4. Redirect the unwanted behavior. If your cat begins scratching, use a favorite or new toy to distract the cat from the scratching. Give your cat positive praise for not scratching.

5. As a last resort you can use a spray bottle full of water to spritz your cat when he or she is scratching inappropriately at your furniture. Generally, cats do not like water and this will discourage them from continuing the behavior.

Have patience with your cat because it can takes time to understand this is an unwanted behavior and that furniture is not another toy for them to use. You can always consult your veterinary or veterinary behaviorist to help with ideas or further solutions to this problem.

Read Full Q/A … : I found Pickle on

Q. Want a pet cat companion for my dog Lucky, who is 5. The problem is that I’m somewhat alergic to cats. So, not sure what to do!
ANSWER : A. Dogs can make friends with lots of species, including cats! If you are heart-set on a cat, allergenic breeds are available such as hairless or lesser haired Sphinx and Devon-Rexes. However these breeds can be rare and hard to find at times. A short-haired cat that is brushed regularly may also cause less allergies. Many people with allergies are also able to take medications such as a daily allergy medication or spray like Nasocrom which can make living with a cat much easier.

If your dog is very friendly with other dogs, then getting him a dog friend may be an option! That would keep you from needing to get a cat and having an allergic reaction. Looking at your local animal shelter may help you to find a dog for adoption that is similar in personality and play style to your current dog. Many shelters will also let you introduce your dog to the one you are interested in adopting to see if they will be a good fit! If you can’t get another pet at this time, taking your dog to a local dog park or dog meetup can help him to get more social interaction and get out extra energy without the need for caring for another pet.

Q. How do I desensitize my dog to squirrels and stray cats in the neighborhood?
ANSWER : A. It depends on the goal that you have in mind. I am going to assume that you would prefer that your dog not chase squirrels or stray cats in the yard/street. In this case, your options include: (1) training your dog on a “Leave it ” cue using positive reinforcement methods, (2) training your dog not to pull on its leash when it sees a squirrel/stray cat, and (3) training your dog to perform a more desirable behavior when it sees a squirrel/cat.
Training your dog on a cued “leave it” command is useful because it will give you the ability to tell your dog to stay away from any number of undesirable objects on your command. Training your dog to perform a more desireable behavior when it sees a squirrel or cat will substitute a behavior you find acceptable (sitting, laying down, coming to the door, etc.) with a behavior you dislike. Your dog can still react, just in a positive way. If your dog pulls on the leash every time you see a squirrel/cat, training not to pull will make your walk safer and more pleasant.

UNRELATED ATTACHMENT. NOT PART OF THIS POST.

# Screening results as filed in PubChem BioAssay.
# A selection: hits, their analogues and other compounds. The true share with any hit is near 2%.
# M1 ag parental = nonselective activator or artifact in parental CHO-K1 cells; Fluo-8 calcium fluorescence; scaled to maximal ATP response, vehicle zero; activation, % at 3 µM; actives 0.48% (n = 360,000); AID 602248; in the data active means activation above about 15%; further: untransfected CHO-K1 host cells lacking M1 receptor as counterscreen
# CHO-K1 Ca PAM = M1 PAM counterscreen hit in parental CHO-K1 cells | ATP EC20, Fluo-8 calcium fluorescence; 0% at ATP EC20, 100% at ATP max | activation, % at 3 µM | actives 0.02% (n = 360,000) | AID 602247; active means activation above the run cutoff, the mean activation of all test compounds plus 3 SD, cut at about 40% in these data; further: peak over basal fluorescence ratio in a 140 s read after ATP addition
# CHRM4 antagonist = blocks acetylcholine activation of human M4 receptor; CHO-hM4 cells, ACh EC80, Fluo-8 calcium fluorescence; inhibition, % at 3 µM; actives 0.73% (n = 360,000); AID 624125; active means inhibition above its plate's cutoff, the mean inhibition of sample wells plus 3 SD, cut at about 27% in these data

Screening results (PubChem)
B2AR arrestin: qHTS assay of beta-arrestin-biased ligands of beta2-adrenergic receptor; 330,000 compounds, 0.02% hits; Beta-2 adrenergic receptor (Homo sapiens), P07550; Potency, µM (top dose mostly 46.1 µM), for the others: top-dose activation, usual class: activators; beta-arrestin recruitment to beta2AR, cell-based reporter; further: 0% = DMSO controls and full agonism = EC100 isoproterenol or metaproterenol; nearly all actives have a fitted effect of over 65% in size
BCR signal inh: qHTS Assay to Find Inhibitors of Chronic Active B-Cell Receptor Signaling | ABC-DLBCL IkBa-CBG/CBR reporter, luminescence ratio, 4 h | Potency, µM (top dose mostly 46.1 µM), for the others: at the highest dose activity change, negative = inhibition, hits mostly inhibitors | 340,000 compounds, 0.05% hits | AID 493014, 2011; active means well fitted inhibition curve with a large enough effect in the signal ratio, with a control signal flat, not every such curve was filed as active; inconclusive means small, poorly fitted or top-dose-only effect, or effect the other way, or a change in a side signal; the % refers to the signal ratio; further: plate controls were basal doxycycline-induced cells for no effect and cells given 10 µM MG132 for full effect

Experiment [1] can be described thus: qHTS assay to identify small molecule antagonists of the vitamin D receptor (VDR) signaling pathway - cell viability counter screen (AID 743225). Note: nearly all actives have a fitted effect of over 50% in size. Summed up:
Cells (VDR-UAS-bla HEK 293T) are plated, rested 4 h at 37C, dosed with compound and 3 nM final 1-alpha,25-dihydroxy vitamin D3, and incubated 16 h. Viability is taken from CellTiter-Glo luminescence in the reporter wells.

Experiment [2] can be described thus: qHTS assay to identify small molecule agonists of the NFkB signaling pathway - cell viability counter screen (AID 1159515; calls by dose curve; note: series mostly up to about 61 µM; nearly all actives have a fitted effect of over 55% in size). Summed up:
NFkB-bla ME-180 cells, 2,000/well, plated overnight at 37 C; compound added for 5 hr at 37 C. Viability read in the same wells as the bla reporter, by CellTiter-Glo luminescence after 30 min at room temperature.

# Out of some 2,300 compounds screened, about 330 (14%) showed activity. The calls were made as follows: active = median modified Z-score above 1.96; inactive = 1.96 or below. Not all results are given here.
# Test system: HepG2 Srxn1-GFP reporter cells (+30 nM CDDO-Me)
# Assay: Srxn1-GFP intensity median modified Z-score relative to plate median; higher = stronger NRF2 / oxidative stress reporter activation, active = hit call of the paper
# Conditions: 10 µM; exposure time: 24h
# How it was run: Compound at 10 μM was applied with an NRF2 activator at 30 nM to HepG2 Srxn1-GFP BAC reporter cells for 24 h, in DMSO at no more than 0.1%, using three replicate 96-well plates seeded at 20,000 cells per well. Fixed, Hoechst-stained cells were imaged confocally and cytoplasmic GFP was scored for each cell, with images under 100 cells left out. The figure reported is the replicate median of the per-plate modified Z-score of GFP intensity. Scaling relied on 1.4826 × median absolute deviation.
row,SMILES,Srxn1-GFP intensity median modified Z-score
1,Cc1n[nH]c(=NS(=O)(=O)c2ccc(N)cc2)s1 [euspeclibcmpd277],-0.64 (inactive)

The ideal training method to use with dogs, or any animal for that matter, is positive reinforcement training, particularly a method called “clicker- training.” The basic concept of positive reinforcement training is to pair a reward (reinforcement) with a behavior you want to increase in frequency. In other words, when your dog performs the behavior you desire, it receives an award, which reinforces the desired behavior so you get more of that behavior. There are many excellent books in stores or on-line that describe positive reinforcement training in detail and many give step-by-step instructions for training common commands like “leave it”. Look for books that specifically mention positive reinforcement training or clicker-training. You can also take dog training classes to learn the techniques, find a mentor who already uses clicker-training, or request a consult from one of the pet experts on this site to guide you.

Q. My dog licks his feet and legs and they are turning brown. He is a white dog. Can you help?
ANSWER : A. Licking the feet and legs can be caused by a number of things in dogs including allergies, illness or even stress behaviors. Allergies are the most common in dogs, with yeast infections coming in second. Allergies can cause the area to become red and itching, making your dog want to lick and chew on them. Over time, the area may become stained from saliva, especially in lighter or white-coated dogs. Yeast infections are also common between the toes, and may cause a smelly “corn chip” smell to appear near your dog’s feet. Again, dogs will attempt to lick and chew to relieve the itch. Keeping the feet clean and dry can help relieve both allergies and infections and pet wipes or a baby wipe of all paws when your dog comes in from outdoors may also help. Keeping your dog from licking the space with either dog booties or an Elizabethan collar is also good as it will prevent secondary infection and staining of the paws and legs. If your dog is determined to keep licking and keeping the feet clean and dry do not help, then your vet can help by providing a medication to treat any infection or provide relief of allergies.

Q. 4 lb Chihuahua dog attacked by cat. Several punctures and a l-shape laceration. Wanting to give Tylenol to help relieve some pain.
ANSWER : A. It is important to take your dog to your vet. Cat bites are painful but also they carry high risk of infection and formation of abscesses so your dog will need pain relief as well as antibiotics.

Read Full Q/A … : Vetinfo